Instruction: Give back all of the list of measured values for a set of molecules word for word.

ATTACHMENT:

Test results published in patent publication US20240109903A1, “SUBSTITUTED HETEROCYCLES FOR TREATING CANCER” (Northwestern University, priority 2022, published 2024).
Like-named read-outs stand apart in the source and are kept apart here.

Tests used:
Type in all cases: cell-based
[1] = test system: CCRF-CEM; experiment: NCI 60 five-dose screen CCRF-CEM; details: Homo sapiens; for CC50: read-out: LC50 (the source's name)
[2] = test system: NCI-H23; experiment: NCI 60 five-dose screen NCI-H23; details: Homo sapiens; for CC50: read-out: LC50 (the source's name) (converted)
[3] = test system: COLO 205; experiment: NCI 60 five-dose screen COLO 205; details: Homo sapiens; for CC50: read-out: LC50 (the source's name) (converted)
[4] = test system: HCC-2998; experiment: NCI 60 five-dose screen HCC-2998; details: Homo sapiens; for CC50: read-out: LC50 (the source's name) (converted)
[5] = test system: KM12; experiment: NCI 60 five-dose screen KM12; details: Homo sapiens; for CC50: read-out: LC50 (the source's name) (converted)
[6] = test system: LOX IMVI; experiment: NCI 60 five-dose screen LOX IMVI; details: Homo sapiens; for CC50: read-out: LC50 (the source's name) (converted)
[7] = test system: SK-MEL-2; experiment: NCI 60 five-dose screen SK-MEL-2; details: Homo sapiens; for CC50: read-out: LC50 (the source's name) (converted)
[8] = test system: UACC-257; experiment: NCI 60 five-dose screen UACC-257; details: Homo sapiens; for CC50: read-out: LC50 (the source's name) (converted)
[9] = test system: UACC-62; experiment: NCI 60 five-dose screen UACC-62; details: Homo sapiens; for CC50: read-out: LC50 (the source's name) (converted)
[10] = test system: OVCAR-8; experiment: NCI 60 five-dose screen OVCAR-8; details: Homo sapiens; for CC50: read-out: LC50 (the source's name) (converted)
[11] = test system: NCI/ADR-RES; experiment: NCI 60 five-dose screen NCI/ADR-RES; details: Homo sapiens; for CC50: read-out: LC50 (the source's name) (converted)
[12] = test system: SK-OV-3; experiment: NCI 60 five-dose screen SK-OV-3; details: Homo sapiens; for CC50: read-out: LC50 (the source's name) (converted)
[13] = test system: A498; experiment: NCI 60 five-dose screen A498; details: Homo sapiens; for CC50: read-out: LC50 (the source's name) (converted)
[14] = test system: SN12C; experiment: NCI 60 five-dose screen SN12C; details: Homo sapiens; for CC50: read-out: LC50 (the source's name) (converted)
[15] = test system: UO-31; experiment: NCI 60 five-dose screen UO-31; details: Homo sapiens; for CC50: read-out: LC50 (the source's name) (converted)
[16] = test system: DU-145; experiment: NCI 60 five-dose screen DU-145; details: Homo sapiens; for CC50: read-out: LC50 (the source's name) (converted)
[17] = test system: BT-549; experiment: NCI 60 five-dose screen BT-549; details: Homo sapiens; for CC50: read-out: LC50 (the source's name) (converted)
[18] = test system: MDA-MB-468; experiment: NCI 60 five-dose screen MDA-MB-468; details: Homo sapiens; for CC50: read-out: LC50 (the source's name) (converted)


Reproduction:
Test results published in patent publication US20240109903A1, “SUBSTITUTED HETEROCYCLES FOR TREATING CANCER” (Northwestern University, priority 2022, published 2024).
Like-named read-outs stand apart in the source and are kept apart here.

Tests used:
Type in all cases: cell-based
[1] = test system: CCRF-CEM; experiment: NCI 60 five-dose screen CCRF-CEM; details: Homo sapiens; for CC50: read-out: LC50 (the source's name)
[2] = test system: NCI-H23; experiment: NCI 60 five-dose screen NCI-H23; details: Homo sapiens; for CC50: read-out: LC50 (the source's name) (converted)
[3] = test system: COLO 205; experiment: NCI 60 five-dose screen COLO 205; details: Homo sapiens; for CC50: read-out: LC50 (the source's name) (converted)
[4] = test system: HCC-2998; experiment: NCI 60 five-dose screen HCC-2998; details: Homo sapiens; for CC50: read-out: LC50 (the source's name) (converted)
[5] = test system: KM12; experiment: NCI 60 five-dose screen KM12; details: Homo sapiens; for CC50: read-out: LC50 (the source's name) (converted)
[6] = test system: LOX IMVI; experiment: NCI 60 five-dose screen LOX IMVI; details: Homo sapiens; for CC50: read-out: LC50 (the source's name) (converted)
[7] = test system: SK-MEL-2; experiment: NCI 60 five-dose screen SK-MEL-2; details: Homo sapiens; for CC50: read-out: LC50 (the source's name) (converted)
[8] = test system: UACC-257; experiment: NCI 60 five-dose screen UACC-257; details: Homo sapiens; for CC50: read-out: LC50 (the source's name) (converted)
[9] = test system: UACC-62; experiment: NCI 60 five-dose screen UACC-62; details: Homo sapiens; for CC50: read-out: LC50 (the source's name) (converted)
[10] = test system: OVCAR-8; experiment: NCI 60 five-dose screen OVCAR-8; details: Homo sapiens; for CC50: read-out: LC50 (the source's name) (converted)
[11] = test system: NCI/ADR-RES; experiment: NCI 60 five-dose screen NCI/ADR-RES; details: Homo sapiens; for CC50: read-out: LC50 (the source's name) (converted)
[12] = test system: SK-OV-3; experiment: NCI 60 five-dose screen SK-OV-3; details: Homo sapiens; for CC50: read-out: LC50 (the source's name) (converted)
[13] = test system: A498; experiment: NCI 60 five-dose screen A498; details: Homo sapiens; for CC50: read-out: LC50 (the source's name) (converted)
[14] = test system: SN12C; experiment: NCI 60 five-dose screen SN12C; details: Homo sapiens; for CC50: read-out: LC50 (the source's name) (converted)
[15] = test system: UO-31; experiment: NCI 60 five-dose screen UO-31; details: Homo sapiens; for CC50: read-out: LC50 (the source's name) (converted)
[16] = test system: DU-145; experiment: NCI 60 five-dose screen DU-145; details: Homo sapiens; for CC50: read-out: LC50 (the source's name) (converted)
[17] = test system: BT-549; experiment: NCI 60 five-dose screen BT-549; details: Homo sapiens; for CC50: read-out: LC50 (the source's name) (converted)
[18] = test system: MDA-MB-468; experiment: NCI 60 five-dose screen MDA-MB-468; details: Homo sapiens; for CC50: read-out: LC50 (the source's name) (converted)